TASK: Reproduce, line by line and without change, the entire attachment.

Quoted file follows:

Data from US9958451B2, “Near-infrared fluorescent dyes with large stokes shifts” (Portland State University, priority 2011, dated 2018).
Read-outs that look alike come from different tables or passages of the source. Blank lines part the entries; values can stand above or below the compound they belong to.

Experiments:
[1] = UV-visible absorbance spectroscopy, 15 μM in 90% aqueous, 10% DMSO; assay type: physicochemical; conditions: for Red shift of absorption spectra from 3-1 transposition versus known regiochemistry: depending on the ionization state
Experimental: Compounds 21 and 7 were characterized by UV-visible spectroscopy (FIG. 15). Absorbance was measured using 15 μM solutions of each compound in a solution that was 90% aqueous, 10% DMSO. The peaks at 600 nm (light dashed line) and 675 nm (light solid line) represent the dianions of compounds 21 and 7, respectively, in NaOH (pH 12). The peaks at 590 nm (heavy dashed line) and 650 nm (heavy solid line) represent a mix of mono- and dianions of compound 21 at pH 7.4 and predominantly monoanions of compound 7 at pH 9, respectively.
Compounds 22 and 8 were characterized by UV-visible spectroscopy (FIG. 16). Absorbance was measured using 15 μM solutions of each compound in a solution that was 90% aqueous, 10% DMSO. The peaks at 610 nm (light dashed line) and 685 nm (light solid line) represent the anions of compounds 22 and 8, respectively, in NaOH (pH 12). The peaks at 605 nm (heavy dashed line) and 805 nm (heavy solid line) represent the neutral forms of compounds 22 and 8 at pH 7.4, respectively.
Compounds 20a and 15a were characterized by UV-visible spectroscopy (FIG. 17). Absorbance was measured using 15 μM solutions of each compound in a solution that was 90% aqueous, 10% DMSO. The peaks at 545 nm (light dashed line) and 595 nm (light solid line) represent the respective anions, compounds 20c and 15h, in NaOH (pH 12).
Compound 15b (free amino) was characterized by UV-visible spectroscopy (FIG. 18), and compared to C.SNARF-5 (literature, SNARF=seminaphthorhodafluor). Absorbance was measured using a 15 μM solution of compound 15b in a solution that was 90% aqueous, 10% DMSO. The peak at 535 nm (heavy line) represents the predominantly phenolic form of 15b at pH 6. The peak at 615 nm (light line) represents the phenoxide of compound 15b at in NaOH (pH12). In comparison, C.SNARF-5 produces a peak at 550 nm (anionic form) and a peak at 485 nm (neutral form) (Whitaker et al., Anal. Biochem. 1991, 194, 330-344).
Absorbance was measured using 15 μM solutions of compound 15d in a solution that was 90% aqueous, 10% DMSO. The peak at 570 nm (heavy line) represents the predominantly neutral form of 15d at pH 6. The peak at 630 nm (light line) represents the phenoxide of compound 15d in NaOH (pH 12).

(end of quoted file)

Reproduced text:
Data from US9958451B2, “Near-infrared fluorescent dyes with large stokes shifts” (Portland State University, priority 2011, dated 2018).
Read-outs that look alike come from different tables or passages of the source. Blank lines part the entries; values can stand above or below the compound they belong to.

Experiments:
[1] = UV-visible absorbance spectroscopy, 15 μM in 90% aqueous, 10% DMSO; assay type: physicochemical; conditions: for Red shift of absorption spectra from 3-1 transposition versus known regiochemistry: depending on the ionization state
Experimental: Compounds 21 and 7 were characterized by UV-visible spectroscopy (FIG. 15). Absorbance was measured using 15 μM solutions of each compound in a solution that was 90% aqueous, 10% DMSO. The peaks at 600 nm (light dashed line) and 675 nm (light solid line) represent the dianions of compounds 21 and 7, respectively, in NaOH (pH 12). The peaks at 590 nm (heavy dashed line) and 650 nm (heavy solid line) represent a mix of mono- and dianions of compound 21 at pH 7.4 and predominantly monoanions of compound 7 at pH 9, respectively.
Compounds 22 and 8 were characterized by UV-visible spectroscopy (FIG. 16). Absorbance was measured using 15 μM solutions of each compound in a solution that was 90% aqueous, 10% DMSO. The peaks at 610 nm (light dashed line) and 685 nm (light solid line) represent the anions of compounds 22 and 8, respectively, in NaOH (pH 12). The peaks at 605 nm (heavy dashed line) and 805 nm (heavy solid line) represent the neutral forms of compounds 22 and 8 at pH 7.4, respectively.
Compounds 20a and 15a were characterized by UV-visible spectroscopy (FIG. 17). Absorbance was measured using 15 μM solutions of each compound in a solution that was 90% aqueous, 10% DMSO. The peaks at 545 nm (light dashed line) and 595 nm (light solid line) represent the respective anions, compounds 20c and 15h, in NaOH (pH 12).
Compound 15b (free amino) was characterized by UV-visible spectroscopy (FIG. 18), and compared to C.SNARF-5 (literature, SNARF=seminaphthorhodafluor). Absorbance was measured using a 15 μM solution of compound 15b in a solution that was 90% aqueous, 10% DMSO. The peak at 535 nm (heavy line) represents the predominantly phenolic form of 15b at pH 6. The peak at 615 nm (light line) represents the phenoxide of compound 15b at in NaOH (pH12). In comparison, C.SNARF-5 produces a peak at 550 nm (anionic form) and a peak at 485 nm (neutral form) (Whitaker et al., Anal. Biochem. 1991, 194, 330-344).
Absorbance was measured using 15 μM solutions of compound 15d in a solution that was 90% aqueous, 10% DMSO. The peak at 570 nm (heavy line) represents the predominantly neutral form of 15d at pH 6. The peak at 630 nm (light line) represents the phenoxide of compound 15d in NaOH (pH 12).